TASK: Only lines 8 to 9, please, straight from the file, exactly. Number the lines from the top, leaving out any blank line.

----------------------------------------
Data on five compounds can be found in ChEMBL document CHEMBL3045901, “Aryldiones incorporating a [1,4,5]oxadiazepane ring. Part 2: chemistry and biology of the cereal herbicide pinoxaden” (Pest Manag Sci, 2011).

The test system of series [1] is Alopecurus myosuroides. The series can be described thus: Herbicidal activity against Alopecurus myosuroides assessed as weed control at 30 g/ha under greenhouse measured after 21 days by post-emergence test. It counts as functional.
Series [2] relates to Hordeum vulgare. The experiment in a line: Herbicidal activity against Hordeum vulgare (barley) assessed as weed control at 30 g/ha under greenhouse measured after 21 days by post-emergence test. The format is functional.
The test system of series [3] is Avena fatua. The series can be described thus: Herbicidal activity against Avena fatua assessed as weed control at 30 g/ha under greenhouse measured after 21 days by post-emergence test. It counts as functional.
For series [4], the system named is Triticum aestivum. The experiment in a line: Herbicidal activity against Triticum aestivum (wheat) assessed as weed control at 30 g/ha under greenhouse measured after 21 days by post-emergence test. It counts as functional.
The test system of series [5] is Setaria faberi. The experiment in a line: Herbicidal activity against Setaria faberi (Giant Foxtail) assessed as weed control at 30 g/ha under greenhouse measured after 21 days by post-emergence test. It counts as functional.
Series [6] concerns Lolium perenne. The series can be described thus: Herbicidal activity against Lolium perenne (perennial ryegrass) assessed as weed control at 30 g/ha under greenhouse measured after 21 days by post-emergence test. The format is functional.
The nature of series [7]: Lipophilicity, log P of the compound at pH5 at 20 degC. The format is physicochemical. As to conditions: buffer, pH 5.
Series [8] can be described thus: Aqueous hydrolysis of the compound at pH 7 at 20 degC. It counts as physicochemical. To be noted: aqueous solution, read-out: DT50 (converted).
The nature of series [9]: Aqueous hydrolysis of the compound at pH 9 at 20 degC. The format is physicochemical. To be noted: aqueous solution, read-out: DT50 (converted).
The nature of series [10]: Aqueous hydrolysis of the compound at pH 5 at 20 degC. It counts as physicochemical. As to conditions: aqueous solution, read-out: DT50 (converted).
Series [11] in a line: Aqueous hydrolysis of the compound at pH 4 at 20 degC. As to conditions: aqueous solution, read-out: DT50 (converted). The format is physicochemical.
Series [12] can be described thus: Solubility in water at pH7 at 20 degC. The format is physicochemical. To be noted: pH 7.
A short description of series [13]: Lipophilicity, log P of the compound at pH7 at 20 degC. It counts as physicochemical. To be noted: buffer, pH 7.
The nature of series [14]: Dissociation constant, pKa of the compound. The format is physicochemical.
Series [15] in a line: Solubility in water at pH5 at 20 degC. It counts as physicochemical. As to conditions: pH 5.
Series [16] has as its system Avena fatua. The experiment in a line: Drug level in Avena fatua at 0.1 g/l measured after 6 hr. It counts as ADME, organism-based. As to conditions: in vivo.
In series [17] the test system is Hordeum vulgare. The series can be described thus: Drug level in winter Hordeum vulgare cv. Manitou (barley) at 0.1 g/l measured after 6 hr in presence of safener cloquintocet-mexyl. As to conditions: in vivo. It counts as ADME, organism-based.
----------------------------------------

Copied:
The nature of series [7]: Lipophilicity, log P of the compound at pH5 at 20 degC. The format is physicochemical. As to conditions: buffer, pH 5.
Series [8] can be described thus: Aqueous hydrolysis of the compound at pH 7 at 20 degC. It counts as physicochemical. To be noted: aqueous solution, read-out: DT50 (converted).